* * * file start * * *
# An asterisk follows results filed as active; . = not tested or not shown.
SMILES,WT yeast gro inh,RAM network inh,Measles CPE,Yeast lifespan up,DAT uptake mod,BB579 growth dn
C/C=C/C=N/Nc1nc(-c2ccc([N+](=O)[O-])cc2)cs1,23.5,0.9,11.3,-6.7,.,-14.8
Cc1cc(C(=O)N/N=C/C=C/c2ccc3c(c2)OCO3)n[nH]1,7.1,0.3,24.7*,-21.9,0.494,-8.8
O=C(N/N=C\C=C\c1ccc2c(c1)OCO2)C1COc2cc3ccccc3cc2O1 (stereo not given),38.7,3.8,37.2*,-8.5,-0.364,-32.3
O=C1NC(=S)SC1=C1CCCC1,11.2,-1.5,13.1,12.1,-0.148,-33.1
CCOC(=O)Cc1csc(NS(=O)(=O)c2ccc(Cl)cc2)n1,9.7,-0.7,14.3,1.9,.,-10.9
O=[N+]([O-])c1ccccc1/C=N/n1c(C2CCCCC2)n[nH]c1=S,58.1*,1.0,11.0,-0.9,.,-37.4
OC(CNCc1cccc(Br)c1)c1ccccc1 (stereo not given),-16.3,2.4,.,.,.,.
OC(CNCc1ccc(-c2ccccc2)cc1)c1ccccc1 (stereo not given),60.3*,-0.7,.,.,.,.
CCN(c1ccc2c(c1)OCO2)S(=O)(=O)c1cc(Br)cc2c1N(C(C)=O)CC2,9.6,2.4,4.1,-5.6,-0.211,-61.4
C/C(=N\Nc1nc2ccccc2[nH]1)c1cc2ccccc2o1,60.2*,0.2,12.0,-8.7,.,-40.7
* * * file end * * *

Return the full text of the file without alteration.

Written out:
# An asterisk follows results filed as active; . = not tested or not shown.
SMILES,WT yeast gro inh,RAM network inh,Measles CPE,Yeast lifespan up,DAT uptake mod,BB579 growth dn
C/C=C/C=N/Nc1nc(-c2ccc([N+](=O)[O-])cc2)cs1,23.5,0.9,11.3,-6.7,.,-14.8
Cc1cc(C(=O)N/N=C/C=C/c2ccc3c(c2)OCO3)n[nH]1,7.1,0.3,24.7*,-21.9,0.494,-8.8
O=C(N/N=C\C=C\c1ccc2c(c1)OCO2)C1COc2cc3ccccc3cc2O1 (stereo not given),38.7,3.8,37.2*,-8.5,-0.364,-32.3
O=C1NC(=S)SC1=C1CCCC1,11.2,-1.5,13.1,12.1,-0.148,-33.1
CCOC(=O)Cc1csc(NS(=O)(=O)c2ccc(Cl)cc2)n1,9.7,-0.7,14.3,1.9,.,-10.9
O=[N+]([O-])c1ccccc1/C=N/n1c(C2CCCCC2)n[nH]c1=S,58.1*,1.0,11.0,-0.9,.,-37.4
OC(CNCc1cccc(Br)c1)c1ccccc1 (stereo not given),-16.3,2.4,.,.,.,.
OC(CNCc1ccc(-c2ccccc2)cc1)c1ccccc1 (stereo not given),60.3*,-0.7,.,.,.,.
CCN(c1ccc2c(c1)OCO2)S(=O)(=O)c1cc(Br)cc2c1N(C(C)=O)CC2,9.6,2.4,4.1,-5.6,-0.211,-61.4
C/C(=N\Nc1nc2ccccc2[nH]1)c1cc2ccccc2o1,60.2*,0.2,12.0,-8.7,.,-40.7